Account Plans are the bane of typical Account Executives’ existence. They require a lot of work, usually aren’t connected into any systems and after all that effort most managers never look at them, or if they do–it’s just once. Reps are busy–they want to be in front of customers and there’s enough admin as it is.
If you’re a manager in a customer-facing function in the revenue organisation: Sales, Account Management, Customer Success and you’ve asked your teams to do Account Plans, I suspect you’ve heard the above. And I also will bet that you thought the same but did Account Plans because you “had” to do them.
So, let me take a stand right now and say if you don’t have time to regularly review them, or are going to ask your teams to create something that will be a fossil in 3 months—don’t do account plans. Seriously. You won’t be any worse off than just having a structured conversation.
However…..there is a way to do and use account plans that actually makes everyone better, and brings functions together in a coordinated and concerted manner that genuinely drives business. Yes, there will be scepticism and even arguments at the beginning. (Been there). But, I promise, this doesn’t have to be ‘admin’.
‘If you want to move your business from serving mid-market customers to enterprise customers, you must have a forcing function to drive behavioural change. If appropriately adopted, account plans are the foundations of this change as they give clarity to the complexity and give you a central point to collaborate with your cross-functional team. I was lucky enough to go through this business transition, and if I had known the results it unlocked, I wouldn’t have pushed back as much as I did’ - James Baston-Pitt, Director of Growth EMEA, Alloy
Here’s the most important part. Schedule regular sessions to review the Account Plan. Not just with the AE, but with all stakeholders. Marketing, Customer Success, a representative from Product, SDRs. This Account Plan is how your company plans to land/expand this obviously critical client to the maximum potential. Everyone has a stake in this. That’s how I got my reps to shift from thinking this was just admin, to something that they actually appreciated.
For our top prospects or clients we’d schedule quarterly or biannual reviews, pulling everyone together to discuss next steps. Product understood what was working well or missing. Customer Success could weigh in on early buying signals or areas of concern. And Marketing and Sales were able to align even beyond the ABM campaigns.
Every company will have their own template–there will be commonalities but you need to have a template that makes sense for your business. I’ll walk through the shape of one here, please feel free to then add, subtract and refine as you see fit.
Let’s dig into what actually makes a great account plan. No, it’s not cutting and pasting from the company’s website, or inserting screenshots from their financial pages. I’m not stupid, I can look at Wikipedia too. It’s a step back, and viewing the company from all angles to truly understand the potential and how your organisation can bring the most value.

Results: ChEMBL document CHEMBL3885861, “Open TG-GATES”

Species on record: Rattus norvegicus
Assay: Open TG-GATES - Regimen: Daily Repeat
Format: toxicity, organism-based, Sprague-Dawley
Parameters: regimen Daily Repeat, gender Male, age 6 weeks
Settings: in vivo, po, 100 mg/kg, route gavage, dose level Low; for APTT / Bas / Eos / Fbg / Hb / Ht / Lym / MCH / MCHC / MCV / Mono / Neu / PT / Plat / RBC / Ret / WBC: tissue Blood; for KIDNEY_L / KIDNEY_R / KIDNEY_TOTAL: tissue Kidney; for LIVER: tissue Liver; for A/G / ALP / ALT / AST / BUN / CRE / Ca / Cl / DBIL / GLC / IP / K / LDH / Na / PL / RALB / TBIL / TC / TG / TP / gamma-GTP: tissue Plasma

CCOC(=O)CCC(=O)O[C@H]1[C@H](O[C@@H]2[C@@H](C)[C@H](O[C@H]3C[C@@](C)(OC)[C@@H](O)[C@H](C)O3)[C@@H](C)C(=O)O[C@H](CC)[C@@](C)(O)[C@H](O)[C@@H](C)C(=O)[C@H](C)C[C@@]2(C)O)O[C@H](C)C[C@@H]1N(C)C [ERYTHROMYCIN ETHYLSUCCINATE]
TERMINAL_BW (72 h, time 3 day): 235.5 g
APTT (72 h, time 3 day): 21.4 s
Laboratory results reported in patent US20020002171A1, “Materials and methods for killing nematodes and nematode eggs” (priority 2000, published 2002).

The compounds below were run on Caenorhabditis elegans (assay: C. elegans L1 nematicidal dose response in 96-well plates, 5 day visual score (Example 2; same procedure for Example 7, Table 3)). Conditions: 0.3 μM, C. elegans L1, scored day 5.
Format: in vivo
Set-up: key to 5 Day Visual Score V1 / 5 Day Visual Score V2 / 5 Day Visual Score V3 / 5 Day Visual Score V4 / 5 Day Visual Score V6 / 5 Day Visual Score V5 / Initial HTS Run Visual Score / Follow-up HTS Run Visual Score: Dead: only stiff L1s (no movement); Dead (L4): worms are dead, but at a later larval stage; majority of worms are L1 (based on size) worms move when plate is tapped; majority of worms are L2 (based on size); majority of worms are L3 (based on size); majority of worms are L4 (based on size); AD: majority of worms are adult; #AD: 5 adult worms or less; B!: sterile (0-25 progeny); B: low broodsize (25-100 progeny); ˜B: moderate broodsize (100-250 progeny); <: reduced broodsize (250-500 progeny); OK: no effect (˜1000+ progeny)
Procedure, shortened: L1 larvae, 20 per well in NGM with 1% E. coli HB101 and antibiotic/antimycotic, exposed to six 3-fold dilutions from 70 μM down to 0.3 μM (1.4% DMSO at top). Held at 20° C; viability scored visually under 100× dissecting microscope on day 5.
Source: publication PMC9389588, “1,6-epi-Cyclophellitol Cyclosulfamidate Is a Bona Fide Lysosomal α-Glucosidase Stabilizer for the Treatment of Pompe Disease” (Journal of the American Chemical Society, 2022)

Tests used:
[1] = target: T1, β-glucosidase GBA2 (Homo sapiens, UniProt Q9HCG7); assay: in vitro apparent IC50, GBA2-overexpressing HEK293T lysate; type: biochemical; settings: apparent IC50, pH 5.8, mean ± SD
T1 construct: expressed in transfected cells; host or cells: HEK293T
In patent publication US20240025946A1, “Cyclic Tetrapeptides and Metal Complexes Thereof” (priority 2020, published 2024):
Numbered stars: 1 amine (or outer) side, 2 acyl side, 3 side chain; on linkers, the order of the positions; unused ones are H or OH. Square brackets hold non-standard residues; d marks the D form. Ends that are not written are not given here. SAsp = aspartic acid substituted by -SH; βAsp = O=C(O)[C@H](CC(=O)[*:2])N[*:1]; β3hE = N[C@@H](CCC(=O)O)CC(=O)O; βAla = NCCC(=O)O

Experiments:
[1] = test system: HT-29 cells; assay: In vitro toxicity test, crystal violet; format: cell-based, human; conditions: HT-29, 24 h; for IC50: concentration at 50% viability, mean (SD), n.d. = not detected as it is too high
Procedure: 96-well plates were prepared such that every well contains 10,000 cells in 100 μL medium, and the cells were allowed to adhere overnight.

Note–if you have a Plan that just gets you to the reps quota, it’s not a plan. Shoot high–what’s the absolute crazy value you can bring to the customer, and how do we get there. This has to be thinking big.
Part 1: Information about the Account.
This gives you a high level view
Part 2: Industry information
Without knowing more about this industry, you’re looking at the account in a vacuum.
Part 3: Company Business Information
Here’s the meat of the Plan.
What are their key strategies, and business initiatives to meet these strategies. Now we can figure out which challenges to these initiatives we can solve.
"A robust account plan sets the tone; for certainty, genuine consultative interest and meaningful dialogue at every interaction. The outcomes are tangible: positioning for Trusted Advisor, navigating high and wide into complex organisations, driving global alignment, and putting distance between you and the competition. Sales Leaders have to develop Enterprise habits across their people to consistently show how to own the process, instead of being owned". - Roy Jugessur, Chief Revenue Officer, Actual Experience Plc
Part 4: Organisational Chart
This part is hard but absolutely crucial. You need to know all the players in the game. And I promise you, at first pass there will be people that you miss.
Part 5: Competition
If you don’t know who you’re competing against, it’s really hard to win. And sometimes ‘do nothing’ is the strongest competitor. This is also why it’s so important in Part 1 to have a true view of the full company–you need to know if your competitors already have a foothold in other parts of the business.
Part 6: Existing Contract/Pipeline
This part lets you all understand what is currently in play.
Part 7: Channel Relationships
In the Enterprise space, Channel partnerships can be the make/break of a strong pipeline. For startups, you have X number of reps out there selling. Channel relationships instantly expand that, and get you into warm deals, faster and usually at a higher level.
Part 8: Account Strategy including action steps?
What do you need to do, and who needs to do it? This is where the full team planning comes in.
Part 9: Customer Satisfaction
As you can see, this is a big piece of work. And will very quickly go out of date and be a relic just dusted off for show-and-tell if you don’t actually use it. So, if you’re just doing this to tick a box, don’t. If you have more of a point solution that you sell once and there’s not really much upsell/cross-sell opportunity? Probably not necessary.
But if you genuinely have a solution that can solve an Enterprise need, and can be used across an organisation in multiple functions/use cases, then Account Plans and strategy sessions will be a game changer and get everyone on the same page. Literally.